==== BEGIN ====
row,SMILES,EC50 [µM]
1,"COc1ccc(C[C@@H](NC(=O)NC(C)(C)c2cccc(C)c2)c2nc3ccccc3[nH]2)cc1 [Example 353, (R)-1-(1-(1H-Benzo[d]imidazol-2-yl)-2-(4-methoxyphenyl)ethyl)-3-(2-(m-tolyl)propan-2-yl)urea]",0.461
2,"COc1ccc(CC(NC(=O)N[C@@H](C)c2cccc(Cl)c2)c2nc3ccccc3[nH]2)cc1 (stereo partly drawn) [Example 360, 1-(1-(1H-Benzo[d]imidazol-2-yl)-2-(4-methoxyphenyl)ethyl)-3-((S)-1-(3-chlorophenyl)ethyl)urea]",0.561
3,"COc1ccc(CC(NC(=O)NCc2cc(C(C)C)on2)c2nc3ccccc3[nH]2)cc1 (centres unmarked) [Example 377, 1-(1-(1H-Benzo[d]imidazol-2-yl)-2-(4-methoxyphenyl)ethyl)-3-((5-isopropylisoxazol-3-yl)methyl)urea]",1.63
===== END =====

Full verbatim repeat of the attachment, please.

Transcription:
row,SMILES,EC50 [µM]
1,"COc1ccc(C[C@@H](NC(=O)NC(C)(C)c2cccc(C)c2)c2nc3ccccc3[nH]2)cc1 [Example 353, (R)-1-(1-(1H-Benzo[d]imidazol-2-yl)-2-(4-methoxyphenyl)ethyl)-3-(2-(m-tolyl)propan-2-yl)urea]",0.461
2,"COc1ccc(CC(NC(=O)N[C@@H](C)c2cccc(Cl)c2)c2nc3ccccc3[nH]2)cc1 (stereo partly drawn) [Example 360, 1-(1-(1H-Benzo[d]imidazol-2-yl)-2-(4-methoxyphenyl)ethyl)-3-((S)-1-(3-chlorophenyl)ethyl)urea]",0.561
3,"COc1ccc(CC(NC(=O)NCc2cc(C(C)C)on2)c2nc3ccccc3[nH]2)cc1 (centres unmarked) [Example 377, 1-(1-(1H-Benzo[d]imidazol-2-yl)-2-(4-methoxyphenyl)ethyl)-3-((5-isopropylisoxazol-3-yl)methyl)urea]",1.63